Power: In Storage Pod 5.0 we qualified and now use the EVGA SuperNOVA 750 G1 Power Supply. This reduces the cost of the power supply component by nearly 50%. There are two power supplies, each with their own wiring harness. We modularized each wiring harness into two assemblies. The first assembly, the pigtail, goes from the power supply to a 20- or 24-pin Molex connector and the second assembly goes from the Molex connector to the individual backplanes. To use an alternate power supply, you replace the pigtail assembly so it has the correct connections for the given power supply. The specifications for these cables are listed later in this post.
Chassis: The chassis is still a red 4U box, but it looks different. First, we changed the design to support recommendations for minimizing electromagnetic emissions. Second, we changed the faceplate to improve air flow-through with our cool laser-cut logo. Third, we made the two removable covers tool-less, creating covers that slide and latch into place. This removed the need to remove/insert screws to access the drive bay or motherboard bay, saving time during assembly and during maintenance (replacing a failed drive, for example).
|Missed it by that much!
Storage Pods on their rails have always been almost seven inches high, a snug fit into a 4U space which is seven inches high. During the 5.0 design scrum, we first designed the lids to use thumbscrews to secure the covers. Using thumbscrews meant we had to use 20 gauge steel for the covers. We discovered that when we stacked multiple 5.0 Storage Pods in a rack, they were too snug. The thicker cover added too much height. To solve the problem, slide and latch covers made of 24 gauge steel were designed, built, and tested—they worked. They secured the covers, were easier to install and remove, and were less expensive. And yes, we could now stack multiple Storage Pods in a rack.
Fans: About a year ago, we took a group of Storage Pods and removed the three fans at the end, leaving just three middle fans to cool the unit. We placed these Pods into production and monitored the temperature of the hard drives utilizing the SMART stats we take each day. Nothing changed, as the drives stayed cool and didn’t fail at higher rates. In Storage Pod 5.0 we only use three fans which are now thinner (25mm vs. 38mm) and lower in power than before. We also created a “fan module” to hold all three fans in one bracket. After removing the covers, it takes just two screws to remove the new fan module. This speeds up assembly and reduces downtime during replacement of a failed fan. It also lowers the overall cost of the chassis.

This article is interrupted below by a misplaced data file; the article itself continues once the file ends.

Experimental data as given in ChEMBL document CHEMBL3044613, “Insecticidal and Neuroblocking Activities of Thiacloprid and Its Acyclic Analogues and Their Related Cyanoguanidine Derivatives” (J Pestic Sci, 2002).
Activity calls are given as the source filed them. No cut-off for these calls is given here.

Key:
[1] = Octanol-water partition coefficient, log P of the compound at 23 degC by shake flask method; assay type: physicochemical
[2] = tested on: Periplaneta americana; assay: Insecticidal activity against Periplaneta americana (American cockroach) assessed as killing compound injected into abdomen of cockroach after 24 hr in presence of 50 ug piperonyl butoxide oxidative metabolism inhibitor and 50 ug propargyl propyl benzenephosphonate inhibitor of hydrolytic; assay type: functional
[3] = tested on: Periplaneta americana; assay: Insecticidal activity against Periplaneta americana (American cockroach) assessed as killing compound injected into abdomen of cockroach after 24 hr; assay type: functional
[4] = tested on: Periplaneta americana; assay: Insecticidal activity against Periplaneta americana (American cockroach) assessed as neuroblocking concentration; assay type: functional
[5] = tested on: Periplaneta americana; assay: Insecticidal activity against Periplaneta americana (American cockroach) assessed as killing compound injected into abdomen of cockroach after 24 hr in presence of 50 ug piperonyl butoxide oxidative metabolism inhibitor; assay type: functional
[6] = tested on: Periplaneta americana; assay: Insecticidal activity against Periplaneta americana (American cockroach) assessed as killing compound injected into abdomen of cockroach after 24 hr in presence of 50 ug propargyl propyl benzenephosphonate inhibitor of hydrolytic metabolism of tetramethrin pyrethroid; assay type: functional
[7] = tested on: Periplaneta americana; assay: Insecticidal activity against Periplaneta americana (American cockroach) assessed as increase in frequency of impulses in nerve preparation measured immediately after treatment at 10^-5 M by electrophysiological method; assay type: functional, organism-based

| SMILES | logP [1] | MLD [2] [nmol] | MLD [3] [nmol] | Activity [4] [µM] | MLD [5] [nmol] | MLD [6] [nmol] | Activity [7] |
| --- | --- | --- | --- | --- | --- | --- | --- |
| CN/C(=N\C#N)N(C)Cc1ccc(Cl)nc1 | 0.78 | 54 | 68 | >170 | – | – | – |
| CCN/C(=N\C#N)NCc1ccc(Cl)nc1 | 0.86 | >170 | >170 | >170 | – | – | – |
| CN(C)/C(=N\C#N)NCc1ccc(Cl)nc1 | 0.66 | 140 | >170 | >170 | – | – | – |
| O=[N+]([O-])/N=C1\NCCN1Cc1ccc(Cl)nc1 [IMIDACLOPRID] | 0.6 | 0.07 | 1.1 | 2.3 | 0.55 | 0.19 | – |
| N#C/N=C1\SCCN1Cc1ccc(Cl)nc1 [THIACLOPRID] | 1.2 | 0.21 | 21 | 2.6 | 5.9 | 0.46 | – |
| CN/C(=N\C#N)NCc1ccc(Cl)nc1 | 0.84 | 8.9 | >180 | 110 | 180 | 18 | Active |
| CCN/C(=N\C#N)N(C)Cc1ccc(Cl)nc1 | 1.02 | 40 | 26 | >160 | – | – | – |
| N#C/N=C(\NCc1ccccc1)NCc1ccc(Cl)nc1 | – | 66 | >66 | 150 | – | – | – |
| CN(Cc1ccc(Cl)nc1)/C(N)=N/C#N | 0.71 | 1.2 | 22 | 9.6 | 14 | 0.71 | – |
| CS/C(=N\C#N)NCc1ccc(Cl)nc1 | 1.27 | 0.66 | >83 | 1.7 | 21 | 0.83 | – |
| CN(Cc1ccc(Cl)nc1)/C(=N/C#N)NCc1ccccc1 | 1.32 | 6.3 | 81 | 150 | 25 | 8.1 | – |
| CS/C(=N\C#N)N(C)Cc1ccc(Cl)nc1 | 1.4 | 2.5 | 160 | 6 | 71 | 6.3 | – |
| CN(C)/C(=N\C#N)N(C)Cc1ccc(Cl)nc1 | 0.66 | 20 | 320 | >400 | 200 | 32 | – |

Rails: Or should we say, tool-less rails. We redesigned the rails to be tool-less as you can see below. They are easier to install and remove, and are less expensive to manufacture then the previous type of rails. Here are the specifications if you’d like to make yourself a pair.
What We Didn’t Change
To the delight/dismay of the reddit community, we did not change the on-off switch. Call us sentimental fools, but we continue to shell out the big bucks for our special blue-light switch. Oh, we looked at a few others; we even tried a couple out, but in the end we stuck with the one we had. OK, it actually has a lot to do with wiring and what type of power is needed versus what’s available. But let’s just say we like the blue light and leave it at that.
We also did not change the five-port backplanes. The SATA 3 (6 Gbit/s) backplane speed provides the throughput needed at the right price, so there was no need to change or upgrade this item. If there is a place for improvement, it is the PCIe bus. Our current PCIe x2 SATA cards utilize one PCIe lane for two SATA ports. We are looking at different strategies to remove this last potential bottleneck.
There are actually three different prices for a Storage Pod. Here are those three costs of an 180TB Storage Pod 5.0 system, including 45 Seagate (4TB) ST4000DM000 drives, for the scenarios noted:
- $7,974.44<./strong> The cost for Backblaze, given that we purchase 300+ Storage Pods per year.
- $8,493.11. The cost for you to build one Storage Pod by buying the parts and assembling it yourself.
- $10,439.10. The cost to you to purchase one already assembled Storage Pod from a third-party supplier, and then purchase and install the hard drives yourself.
These prices do not include packaging, shipping, taxes, VAT, etc.
Below are the Backblaze costs for building the different Storage Pod versions.
|Storage Pod Version|
|Drive Size (TB)||1.5||3||3||4||4||4|